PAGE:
To contribute to the targets of climate neutrality and reducing mobility-related GHG emissions, reform efforts to decarbonise road transport could be prioritised by focussing on substantially increasing the share of zero-carbon vehicles. In the context of national and EU targets for climate neutrality by 2050 and the Andalusian goal to reduce mobility-related emissions by 30-43% in 2030 (compared to 2005), tax and non-tax policy tools can play an important role. Pioneering countries, like Norway, have been successful in advancing the decarbonisation of their fleet by setting clear targets of zero-emissions vehicles and using additional steering instruments, including taxation. Andalusia could set a clear target indicating the share of electric vehicles in total future car sales to provide a tangible milestone and certainty to economic actors. Taxation could also play an important role in the decarbonisation process, for example through consistent fuel excise and carbon pricing, favourable taxation of zero-emissions vehicles and carefully designed tax incentives to purchase zero-emissions vehicles. This would need to be accompanied by complementary tools such as emissions regulations, investment in charging infrastructure and clean electricity generation and good communication. Co-ordination between the regional, national and EU-level is important to ensure the effectiveness of such policies.

Risks linked to climate change call for a focus on demand-side instruments to address water scarcity. Water scarcity has traditionally been addressed in Spain through supply-side infrastructure (e.g. dams, wells, inter-basin water transfers), but climate change is placing renewed focus on demand-side instruments (e.g. levies, regulation). A water abstraction levy, which would reflect the environmental costs arising from the process of extracting water from a natural source, is one option to address water scarcity and the environmental externalities arising from water use. Non-price tools such as water allocation regimes could also be considered if water users are generally unresponsive to pricing.

Currently, water pricing relates to supply cost recovery and does not capture the environmental externality costs that arise in the context of water use, including harm to ecosystems and reduced potential for carbon sequestration. A water abstraction charge has the potential to encourage sustainable use of water and to price environmental externalities. However, there are political economy and practical barriers to the introduction of such a levy, particularly given the special status of water as a human right and lack of information about water demand responsiveness. Alternatives to a water abstraction levy include water use regulation and water allocation regimes; the latter can be more effective in the case of water use, given the generally low responsiveness of water users to prices. Other non-pricing tools to reduce environmental harm arising from water abstraction include mechanisms at the water user association level to monitor the informal extraction of water (i.e. through wells), which covers a non-negligible share of agricultural water use. Finally, ensuring policy coherence as well as setting clear policy goals and priorities is key for achieving water use sustainability and fairness without prejudice to other policy areas. In particular, it is important to pay careful attention to coherence between agricultural policies and water use concerns.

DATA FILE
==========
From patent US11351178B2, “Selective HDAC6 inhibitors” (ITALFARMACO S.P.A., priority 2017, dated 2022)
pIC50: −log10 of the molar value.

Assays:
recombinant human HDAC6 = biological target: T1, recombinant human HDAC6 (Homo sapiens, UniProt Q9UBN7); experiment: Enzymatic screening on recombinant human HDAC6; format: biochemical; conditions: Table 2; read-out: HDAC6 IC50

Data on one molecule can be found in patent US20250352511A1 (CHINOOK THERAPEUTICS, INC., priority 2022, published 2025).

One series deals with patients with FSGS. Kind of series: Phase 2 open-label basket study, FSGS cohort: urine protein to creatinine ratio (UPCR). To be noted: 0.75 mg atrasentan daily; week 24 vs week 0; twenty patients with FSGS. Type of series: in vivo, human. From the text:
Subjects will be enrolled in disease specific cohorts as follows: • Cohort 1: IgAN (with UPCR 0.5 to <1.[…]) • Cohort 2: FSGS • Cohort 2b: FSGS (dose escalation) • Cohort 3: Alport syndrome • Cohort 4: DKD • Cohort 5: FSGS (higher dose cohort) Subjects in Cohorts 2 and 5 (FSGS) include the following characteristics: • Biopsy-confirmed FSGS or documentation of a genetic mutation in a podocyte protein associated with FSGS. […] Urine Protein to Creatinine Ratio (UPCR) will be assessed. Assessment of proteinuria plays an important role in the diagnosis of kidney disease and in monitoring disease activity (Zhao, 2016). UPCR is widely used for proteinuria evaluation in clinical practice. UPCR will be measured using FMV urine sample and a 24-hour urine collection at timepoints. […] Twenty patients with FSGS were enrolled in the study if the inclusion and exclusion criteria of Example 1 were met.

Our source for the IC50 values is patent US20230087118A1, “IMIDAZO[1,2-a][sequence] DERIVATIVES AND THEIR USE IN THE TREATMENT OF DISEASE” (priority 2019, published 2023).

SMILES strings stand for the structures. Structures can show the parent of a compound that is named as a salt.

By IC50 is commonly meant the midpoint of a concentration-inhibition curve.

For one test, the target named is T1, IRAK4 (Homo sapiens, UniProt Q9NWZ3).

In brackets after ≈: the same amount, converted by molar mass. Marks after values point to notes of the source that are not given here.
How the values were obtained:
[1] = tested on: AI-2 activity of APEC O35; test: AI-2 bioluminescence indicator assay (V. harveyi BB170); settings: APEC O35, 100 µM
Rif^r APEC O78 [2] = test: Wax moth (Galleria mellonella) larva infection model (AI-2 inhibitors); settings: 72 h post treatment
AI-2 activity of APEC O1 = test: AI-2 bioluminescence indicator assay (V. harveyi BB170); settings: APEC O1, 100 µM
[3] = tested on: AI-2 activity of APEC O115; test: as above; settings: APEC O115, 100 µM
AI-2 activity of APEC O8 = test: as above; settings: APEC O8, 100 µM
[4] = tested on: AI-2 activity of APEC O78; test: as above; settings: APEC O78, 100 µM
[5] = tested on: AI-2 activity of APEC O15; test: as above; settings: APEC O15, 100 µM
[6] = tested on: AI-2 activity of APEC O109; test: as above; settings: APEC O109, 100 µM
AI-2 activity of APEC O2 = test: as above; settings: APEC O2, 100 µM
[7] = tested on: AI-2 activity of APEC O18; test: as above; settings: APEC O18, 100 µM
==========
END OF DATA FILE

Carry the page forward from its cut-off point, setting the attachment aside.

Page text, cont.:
There are a number of tools available to help address externalities arising from water pollution, which causes damage to health and ecosystems and increases water treatment costs. Andalusia currently levies a pollution control fee for urban and industrial use. However, this fee does not cover pollution arising from the agricultural sector, which is the main sector responsible for aquifer pollution. Unlike water pollution arising from point sources, where the pollution levels can be determined by a regular measurement of discharges, most water pollution in the agricultural sector arises from diffuse sources and is difficult to measure. As an alternative to the pollution levy, a tax on polluting inputs could be a means to capture the environmental and economic impact of this source of pollution. Levying a tax on pesticides and fertilisers, which are responsible for a significant share of water pollution in the agricultural sector, would allow the region to address the related environmental and economic externalities.